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The dog days of summer and school holidays finally beckon. Unless we’re talking about Scottish students, who sped off at the end of June, or Northern Ireland, which downed its sweaty pen and scarpered soon after. But here, in naughty-corner England and Wales, there’s just a few more clammy hours to go before we peel ourselves out of our seats and head off for the Big Summer Break.
Holidays. They always beckon, right? Whereas term times loom. Although, if you’re a parent, it might feel the other way around. But still, you know, light and shade. It’s the parents who teach I feel sorry for. More looming than the Industrial Revolution.
Which is strangely apt because much of this year’s Lexonik Advance training has taken me to former industrial heartlands in the Midlands and North West of England. In Manchester, I even stayed in a hotel called the niu Loom, which artfully referenced the area’s textile heritage, although fortunately we weren’t required to craft a new line of T-shirts before breakfast.
It’s been good to be back in schools delivering face-to-face training once again. And, during the breaks in between, I always look forward to two things in particular. A hearty school dinner, and, wherever possible, a spin around the library.
Libraries have always been big in our family. I picture my gran, galloping off into town to raid the ‘Westerns’ section of Briton Ferry Library on behalf of my grandad, back when cowboys in South Wales were more of a thing. I remember the day I filled out a form for my very first library cards (made of actual card – imagine!), to gain the freedom of Hoylake Public Library (Children’s Section).
And look – here comes Staple Hill Library racing over the horizon to my mum’s aid, breaking down her pandemic isolation with regular visits from a community librarian armed with a selection of large print historical fiction!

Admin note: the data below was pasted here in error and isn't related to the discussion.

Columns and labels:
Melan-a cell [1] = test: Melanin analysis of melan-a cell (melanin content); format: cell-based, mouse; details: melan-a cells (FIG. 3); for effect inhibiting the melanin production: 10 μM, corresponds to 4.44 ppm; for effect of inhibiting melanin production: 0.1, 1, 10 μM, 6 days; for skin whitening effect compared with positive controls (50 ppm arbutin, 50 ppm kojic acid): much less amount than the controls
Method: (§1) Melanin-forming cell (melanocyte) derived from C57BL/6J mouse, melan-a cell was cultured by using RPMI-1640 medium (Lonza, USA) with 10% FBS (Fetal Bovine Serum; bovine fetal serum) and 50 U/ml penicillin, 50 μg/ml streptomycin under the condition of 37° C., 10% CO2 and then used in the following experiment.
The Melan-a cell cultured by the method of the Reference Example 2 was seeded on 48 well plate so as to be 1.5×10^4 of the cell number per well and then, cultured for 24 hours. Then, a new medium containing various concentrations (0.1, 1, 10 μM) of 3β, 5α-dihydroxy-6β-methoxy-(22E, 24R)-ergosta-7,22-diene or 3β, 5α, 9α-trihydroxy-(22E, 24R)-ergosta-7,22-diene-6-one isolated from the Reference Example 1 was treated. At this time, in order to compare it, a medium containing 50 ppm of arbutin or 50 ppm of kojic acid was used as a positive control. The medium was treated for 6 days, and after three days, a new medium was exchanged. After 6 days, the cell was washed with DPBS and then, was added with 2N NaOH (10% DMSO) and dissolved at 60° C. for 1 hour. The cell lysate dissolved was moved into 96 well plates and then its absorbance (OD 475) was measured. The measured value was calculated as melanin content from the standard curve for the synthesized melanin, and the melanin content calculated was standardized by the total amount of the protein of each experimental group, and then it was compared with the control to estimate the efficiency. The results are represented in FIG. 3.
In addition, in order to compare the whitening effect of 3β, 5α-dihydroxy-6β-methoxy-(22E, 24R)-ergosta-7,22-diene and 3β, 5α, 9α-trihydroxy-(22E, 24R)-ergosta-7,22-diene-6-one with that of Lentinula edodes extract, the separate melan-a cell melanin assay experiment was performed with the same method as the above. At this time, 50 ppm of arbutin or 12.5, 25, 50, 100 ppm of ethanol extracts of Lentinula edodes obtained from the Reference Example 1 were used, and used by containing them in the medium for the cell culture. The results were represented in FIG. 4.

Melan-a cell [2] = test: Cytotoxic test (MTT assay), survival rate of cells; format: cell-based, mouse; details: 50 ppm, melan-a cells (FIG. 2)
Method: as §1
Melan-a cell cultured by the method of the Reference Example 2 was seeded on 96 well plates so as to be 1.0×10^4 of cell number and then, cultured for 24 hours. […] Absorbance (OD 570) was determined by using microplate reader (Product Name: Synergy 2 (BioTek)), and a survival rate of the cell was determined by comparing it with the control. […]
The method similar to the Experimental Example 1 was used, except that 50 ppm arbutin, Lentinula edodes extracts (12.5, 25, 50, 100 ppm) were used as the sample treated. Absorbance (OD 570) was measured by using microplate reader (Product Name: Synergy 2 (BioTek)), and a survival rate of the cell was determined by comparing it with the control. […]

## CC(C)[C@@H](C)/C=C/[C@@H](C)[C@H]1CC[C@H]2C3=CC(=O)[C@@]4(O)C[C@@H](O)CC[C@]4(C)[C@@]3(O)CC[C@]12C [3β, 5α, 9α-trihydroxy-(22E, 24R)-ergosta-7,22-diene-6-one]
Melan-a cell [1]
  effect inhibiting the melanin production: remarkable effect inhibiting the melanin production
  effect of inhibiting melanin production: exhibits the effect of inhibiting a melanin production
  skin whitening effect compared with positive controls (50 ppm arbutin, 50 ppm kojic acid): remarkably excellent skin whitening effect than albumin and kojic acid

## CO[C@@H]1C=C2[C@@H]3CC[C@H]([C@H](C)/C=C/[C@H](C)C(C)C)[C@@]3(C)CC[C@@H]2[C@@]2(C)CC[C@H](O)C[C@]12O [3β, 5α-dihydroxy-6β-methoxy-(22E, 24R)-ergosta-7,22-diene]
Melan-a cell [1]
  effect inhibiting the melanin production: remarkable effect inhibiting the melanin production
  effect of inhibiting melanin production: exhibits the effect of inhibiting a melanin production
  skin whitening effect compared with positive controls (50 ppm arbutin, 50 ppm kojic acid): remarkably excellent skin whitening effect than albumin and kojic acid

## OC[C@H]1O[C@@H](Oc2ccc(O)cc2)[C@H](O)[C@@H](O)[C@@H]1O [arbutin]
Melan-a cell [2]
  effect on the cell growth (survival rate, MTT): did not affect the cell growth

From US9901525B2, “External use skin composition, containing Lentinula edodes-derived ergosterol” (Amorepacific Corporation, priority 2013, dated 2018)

So no surprises that in my previous role as a literacy mentor, I worked closely with our school librarian on all manner of initiatives to raise the profile of reading amongst our students. We ran competitions. We reclassified genres. We became expert in spotting the trends in Young Adult (YA) fiction, from the Gothy romances of the Twilight era to the dystopian page turners ushered in by the Hunger Games.
Hence my interest in browsing the shelves in between training. I notice the library where the primary school classics have been rebranded ‘Nostalgia’, and the ‘Horror’ section tweaked to an even more attention-grabbing ‘Horrific’. Then, in June, I visited a school celebrating Pride month with a rainbow montage coupled with a display on Alice Oseman’s ‘Heartstopper’ series.
This, I’d say, has been the YA phenomenon of the year, a million-copy bestselling boy-meets-boy graphic novel franchise, resulting in a smash hit Netflix adaptation. Chances are, if it’s not in your library you’ll need to add your name to the waiting list.
This got me thinking. At Lexonik, prefixes play a big part in our programmes, and are often taught at speed as a way of empowering students to develop their vocabulary knowledge. Often originating in Latin or Greek, they remain common currency, with a fab four, ‘un’, ’re’, ‘in’ and ‘dis’, accounting for over half of all prefixed words.
However, when I visit schools, of all ages and all faiths, it’s more often the more zeitgeist-capturing ‘bi’ (two) and ‘trans’ (across) that teachers want to talk about.
Sometimes they comment on how well they link to the PSHE curriculum, or how they open up a thoughtful conversation on self-identification between pupils. Sometimes there’s an anecdote, like that of the rugby team star, who, slightly embarrassed, could only think of ‘bisexual’ to illustrate a ‘bi’- prefixed word. A good example, said the teacher, linking the meaning back to the prefix before moving on.
A recent report by anti-bullying charity Diversity Role Models noted a correlation between areas of diversity less likely to be addressed by schools and higher levels of bullying. Tellingly, almost half of those surveyed agreed that pupils are more likely to be picked on when they are, or thought to be, gay.
However, the crossover success of Heartstopper might suggest that there’s also a real appetite to change things for the better. Navigating sexuality and finding the right words to define yourself can seem a huge undertaking for anyone, but particularly for LGBTQ+ kids. Maybe Lexonik, and a couple of prefixes, can play a part in this journey too.